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post #1 of 12 Old 03-25-2013, 09:27 AM Thread Starter
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drawers

My son's dresser as 2 drawers that are ruined. so I get to make new ones. My first real project!

The openings are 28 inches wide, 16 inches deep. the top opening is 7 inches high. the lower 1 is 6 and 3/4 inches high. So, what should the actual dimensions of the drawer be?

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post #2 of 12 Old 03-25-2013, 02:31 PM Thread Starter
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This is so that I can record what type of drawer slide it is

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post #3 of 12 Old 03-25-2013, 02:37 PM
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This might sound too simple, but what were the dimensions of the damaged drawers? Or am I not understanding the question.
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post #4 of 12 Old 03-25-2013, 02:40 PM Thread Starter
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This stupid phone app keeps crashing when I try to add an attachment.

I do not have the original drawers. We were going to throw the dresser away, But then we decided to make new drawers for it instead. So at this point I cannot figure out what the original sizes were

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post #5 of 12 Old 03-25-2013, 02:42 PM
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Are you planning on using the same hardware?
The height should be approx 1" shorter with 1/4" play on each side.
Make a separate drawer front attached to the drawer carcass by fastening from the back side.

You might consider upgrading the hardware to self closing European drawer slides.
Not soft close $$$ just nice simple ones from the box store.
Make the drawer 1" narrower than the opening.
The slides call for 1/2" clearance on each side.
Do an overlay door like the doors above.

Hope this helps....

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post #6 of 12 Old 03-25-2013, 05:13 PM Thread Starter
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Yes that does help, Thanks.

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post #7 of 12 Old 03-25-2013, 05:33 PM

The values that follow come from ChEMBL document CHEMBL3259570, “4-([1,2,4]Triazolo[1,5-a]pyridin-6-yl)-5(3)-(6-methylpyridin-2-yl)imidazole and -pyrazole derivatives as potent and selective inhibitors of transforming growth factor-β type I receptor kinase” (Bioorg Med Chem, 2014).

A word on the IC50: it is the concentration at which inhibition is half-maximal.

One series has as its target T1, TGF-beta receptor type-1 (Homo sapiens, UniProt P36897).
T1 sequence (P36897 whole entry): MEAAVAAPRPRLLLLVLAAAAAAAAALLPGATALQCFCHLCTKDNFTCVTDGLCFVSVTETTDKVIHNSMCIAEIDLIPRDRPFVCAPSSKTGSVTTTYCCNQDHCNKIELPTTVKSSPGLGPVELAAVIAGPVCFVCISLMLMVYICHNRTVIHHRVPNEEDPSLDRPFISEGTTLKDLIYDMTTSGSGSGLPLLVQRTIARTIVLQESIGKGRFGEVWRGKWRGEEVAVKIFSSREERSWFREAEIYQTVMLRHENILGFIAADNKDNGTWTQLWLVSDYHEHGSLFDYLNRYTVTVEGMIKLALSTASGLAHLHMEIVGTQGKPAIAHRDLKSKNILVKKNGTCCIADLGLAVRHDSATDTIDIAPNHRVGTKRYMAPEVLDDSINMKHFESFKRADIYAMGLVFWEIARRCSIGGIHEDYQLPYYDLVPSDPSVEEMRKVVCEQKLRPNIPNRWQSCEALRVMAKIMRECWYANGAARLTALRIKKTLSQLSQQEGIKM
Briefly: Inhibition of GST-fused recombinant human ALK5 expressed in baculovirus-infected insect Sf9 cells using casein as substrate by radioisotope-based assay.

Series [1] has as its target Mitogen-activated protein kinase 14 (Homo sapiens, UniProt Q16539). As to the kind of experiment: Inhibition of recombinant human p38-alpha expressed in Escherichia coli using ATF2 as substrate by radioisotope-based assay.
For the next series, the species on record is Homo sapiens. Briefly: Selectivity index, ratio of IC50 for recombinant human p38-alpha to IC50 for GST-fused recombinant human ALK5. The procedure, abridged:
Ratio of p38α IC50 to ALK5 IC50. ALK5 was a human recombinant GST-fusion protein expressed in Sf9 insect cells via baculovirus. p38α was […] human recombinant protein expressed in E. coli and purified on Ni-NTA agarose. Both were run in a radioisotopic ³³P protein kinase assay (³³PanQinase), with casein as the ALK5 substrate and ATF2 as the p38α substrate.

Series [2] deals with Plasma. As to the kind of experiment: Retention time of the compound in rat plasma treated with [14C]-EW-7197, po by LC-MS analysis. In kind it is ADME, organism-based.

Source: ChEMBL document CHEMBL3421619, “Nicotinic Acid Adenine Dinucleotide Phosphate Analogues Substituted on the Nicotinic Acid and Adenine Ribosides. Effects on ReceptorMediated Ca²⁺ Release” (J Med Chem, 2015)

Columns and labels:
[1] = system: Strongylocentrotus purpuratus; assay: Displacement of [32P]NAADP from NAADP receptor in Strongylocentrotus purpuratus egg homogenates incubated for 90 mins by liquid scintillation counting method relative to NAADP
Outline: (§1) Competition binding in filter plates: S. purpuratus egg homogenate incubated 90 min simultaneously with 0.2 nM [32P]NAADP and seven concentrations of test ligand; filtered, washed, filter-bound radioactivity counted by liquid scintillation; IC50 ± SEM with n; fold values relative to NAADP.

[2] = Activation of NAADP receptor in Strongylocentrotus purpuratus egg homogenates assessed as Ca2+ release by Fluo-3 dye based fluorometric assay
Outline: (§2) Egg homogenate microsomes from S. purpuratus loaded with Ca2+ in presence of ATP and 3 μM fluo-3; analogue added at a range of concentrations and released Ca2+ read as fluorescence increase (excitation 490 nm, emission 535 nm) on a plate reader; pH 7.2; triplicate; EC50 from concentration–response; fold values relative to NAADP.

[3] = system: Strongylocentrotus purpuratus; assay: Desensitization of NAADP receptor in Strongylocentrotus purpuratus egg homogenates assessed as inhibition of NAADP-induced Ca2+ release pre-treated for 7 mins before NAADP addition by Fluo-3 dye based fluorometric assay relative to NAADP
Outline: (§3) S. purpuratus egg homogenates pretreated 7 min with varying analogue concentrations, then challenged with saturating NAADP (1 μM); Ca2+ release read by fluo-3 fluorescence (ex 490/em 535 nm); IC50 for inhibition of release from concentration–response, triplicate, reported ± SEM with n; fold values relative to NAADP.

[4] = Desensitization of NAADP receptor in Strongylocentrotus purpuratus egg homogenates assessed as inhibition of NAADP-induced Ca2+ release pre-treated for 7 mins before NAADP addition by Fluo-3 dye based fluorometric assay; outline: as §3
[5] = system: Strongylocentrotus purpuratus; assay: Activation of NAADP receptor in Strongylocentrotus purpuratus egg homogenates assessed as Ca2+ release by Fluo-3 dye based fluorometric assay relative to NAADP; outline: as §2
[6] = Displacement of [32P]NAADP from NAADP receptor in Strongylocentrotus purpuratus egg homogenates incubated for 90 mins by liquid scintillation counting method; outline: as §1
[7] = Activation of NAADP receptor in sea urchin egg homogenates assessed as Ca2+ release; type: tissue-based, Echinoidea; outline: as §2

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here some links to a similar issue

http://www.woodworkingtalk.com/searc...archid=1352625

I did one here: http://www.woodworkingtalk.com/f2/an...-repair-11477/

The answer to your question will only be as detailed and specific as the question is detailed and specific. Good questions also include a sketch or a photo that illustrates your issue. (:< D)
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post #8 of 12 Old 03-25-2013, 08:59 PM
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I'd keep it simple Chris. Taking a cue from the look of the doors, they look to be 3/8" inset and about the same overlay.
Trash the drawer slides. Make the sides and back 1/8" smaller than the opening and the front 3/4" larger. Put a 3/8 x 3/8" rabbet around the fronts and build the box with rabbet/dado joinery. Instead of drawer slides put runners from front to back for the drawer to ride on. I've had good luck avoiding the wood to wood sliding problems by inlaying a 1/8" thick piece of UHMW in the runners, leaving it a tad proud, for the drawers to slide on.

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post #9 of 12 Old 03-27-2013, 09:06 AM
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Chris - you don't need the mechanical slides, that rail in the center is what the original drawers slid on. If I'm right, looking at that slide from the front, it looks like a "T". Go to the hardware store and spend about $2 for a drawer gide that mounts on the back of the drawer. It's like the mono rail system. They do come in different sises so measure the width of the top of the T the thickness of the top of the T for the size you will need.

I'm building a dresser for one of my granddaughters and I'm using that system because she is 6 years old, but unlike your dresser, I'm adding an interior web (like the one in the picture of Woodnthings' antique repair posted above). The web is a good idea and the lack of it is probably why the original drawers failed. They had to be a bit flimsy not to break that rail, assuming the rail is wood.